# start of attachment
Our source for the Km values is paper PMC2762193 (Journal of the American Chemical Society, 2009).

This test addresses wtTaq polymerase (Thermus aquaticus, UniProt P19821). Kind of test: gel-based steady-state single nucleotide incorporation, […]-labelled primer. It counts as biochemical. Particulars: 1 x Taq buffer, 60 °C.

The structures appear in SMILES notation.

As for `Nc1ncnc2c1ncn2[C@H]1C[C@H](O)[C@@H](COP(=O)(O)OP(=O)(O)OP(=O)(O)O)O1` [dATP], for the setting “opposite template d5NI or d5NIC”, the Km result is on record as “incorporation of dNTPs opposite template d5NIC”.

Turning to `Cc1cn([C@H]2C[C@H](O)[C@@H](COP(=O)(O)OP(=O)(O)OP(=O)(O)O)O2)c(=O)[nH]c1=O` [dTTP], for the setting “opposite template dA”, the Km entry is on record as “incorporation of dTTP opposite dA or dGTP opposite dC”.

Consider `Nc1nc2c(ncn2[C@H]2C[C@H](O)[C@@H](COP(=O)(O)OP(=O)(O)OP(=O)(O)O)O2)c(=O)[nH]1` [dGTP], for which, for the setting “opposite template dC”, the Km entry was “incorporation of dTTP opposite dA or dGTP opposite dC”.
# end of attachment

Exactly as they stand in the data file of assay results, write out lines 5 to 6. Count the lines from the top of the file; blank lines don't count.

Turning to `Cc1cn([C@H]2C[C@H](O)[C@@H](COP(=O)(O)OP(=O)(O)OP(=O)(O)O)O2)c(=O)[nH]c1=O` [dTTP], for the setting “opposite template dA”, the Km entry is on record as “incorporation of dTTP opposite dA or dGTP opposite dC”.

Consider `Nc1nc2c(ncn2[C@H]2C[C@H](O)[C@@H](COP(=O)(O)OP(=O)(O)OP(=O)(O)O)O2)c(=O)[nH]1` [dGTP], for which, for the setting “opposite template dC”, the Km entry was “incorporation of dTTP opposite dA or dGTP opposite dC”.